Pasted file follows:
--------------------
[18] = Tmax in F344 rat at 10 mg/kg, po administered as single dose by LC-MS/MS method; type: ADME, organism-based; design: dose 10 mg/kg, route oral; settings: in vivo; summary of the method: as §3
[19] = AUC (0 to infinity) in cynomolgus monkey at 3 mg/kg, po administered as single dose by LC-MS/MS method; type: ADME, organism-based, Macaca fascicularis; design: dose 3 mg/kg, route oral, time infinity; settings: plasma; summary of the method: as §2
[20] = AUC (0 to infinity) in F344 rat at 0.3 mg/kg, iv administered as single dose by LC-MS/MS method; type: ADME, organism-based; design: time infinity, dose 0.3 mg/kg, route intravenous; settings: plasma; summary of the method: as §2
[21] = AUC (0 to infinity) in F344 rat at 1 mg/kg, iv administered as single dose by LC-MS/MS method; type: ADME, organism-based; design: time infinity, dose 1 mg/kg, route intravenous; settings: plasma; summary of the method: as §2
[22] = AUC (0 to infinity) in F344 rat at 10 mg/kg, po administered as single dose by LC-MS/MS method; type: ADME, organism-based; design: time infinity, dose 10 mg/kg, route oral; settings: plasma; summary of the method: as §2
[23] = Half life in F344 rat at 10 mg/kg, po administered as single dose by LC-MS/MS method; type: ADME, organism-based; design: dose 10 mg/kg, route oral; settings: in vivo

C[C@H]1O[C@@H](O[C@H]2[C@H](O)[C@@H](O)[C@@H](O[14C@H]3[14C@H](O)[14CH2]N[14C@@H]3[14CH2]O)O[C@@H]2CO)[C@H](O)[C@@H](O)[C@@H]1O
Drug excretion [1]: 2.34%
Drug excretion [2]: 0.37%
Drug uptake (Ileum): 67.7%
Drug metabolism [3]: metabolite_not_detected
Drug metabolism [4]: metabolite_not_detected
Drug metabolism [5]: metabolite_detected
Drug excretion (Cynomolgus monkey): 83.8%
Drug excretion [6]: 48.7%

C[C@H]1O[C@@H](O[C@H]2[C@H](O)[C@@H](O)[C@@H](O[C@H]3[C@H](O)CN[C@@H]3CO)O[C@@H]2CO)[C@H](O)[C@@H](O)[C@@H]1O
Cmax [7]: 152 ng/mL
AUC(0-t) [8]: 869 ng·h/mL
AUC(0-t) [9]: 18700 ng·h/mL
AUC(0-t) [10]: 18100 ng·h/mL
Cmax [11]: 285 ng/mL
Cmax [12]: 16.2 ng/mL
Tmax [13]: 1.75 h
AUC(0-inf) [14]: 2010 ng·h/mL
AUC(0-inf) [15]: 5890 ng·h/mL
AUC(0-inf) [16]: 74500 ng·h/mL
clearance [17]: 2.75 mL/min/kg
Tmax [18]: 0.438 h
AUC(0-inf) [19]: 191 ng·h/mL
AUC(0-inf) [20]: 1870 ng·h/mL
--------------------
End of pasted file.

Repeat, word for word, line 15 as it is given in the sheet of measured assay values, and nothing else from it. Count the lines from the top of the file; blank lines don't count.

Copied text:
Drug excretion [6]: 48.7%